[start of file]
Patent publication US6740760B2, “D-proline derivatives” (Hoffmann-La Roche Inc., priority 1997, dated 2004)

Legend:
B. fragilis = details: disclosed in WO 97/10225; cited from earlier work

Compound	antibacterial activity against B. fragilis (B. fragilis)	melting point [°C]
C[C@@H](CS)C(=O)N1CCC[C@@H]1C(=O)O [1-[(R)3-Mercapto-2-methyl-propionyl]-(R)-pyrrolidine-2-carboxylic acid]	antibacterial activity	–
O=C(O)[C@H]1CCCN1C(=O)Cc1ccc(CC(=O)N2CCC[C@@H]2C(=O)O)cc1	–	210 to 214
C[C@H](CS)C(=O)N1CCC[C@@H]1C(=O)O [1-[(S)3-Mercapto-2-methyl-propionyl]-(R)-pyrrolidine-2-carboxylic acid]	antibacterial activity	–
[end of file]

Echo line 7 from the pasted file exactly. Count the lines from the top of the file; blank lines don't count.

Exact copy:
C[C@H](CS)C(=O)N1CCC[C@@H]1C(=O)O [1-[(S)3-Mercapto-2-methyl-propionyl]-(R)-pyrrolidine-2-carboxylic acid]	antibacterial activity	–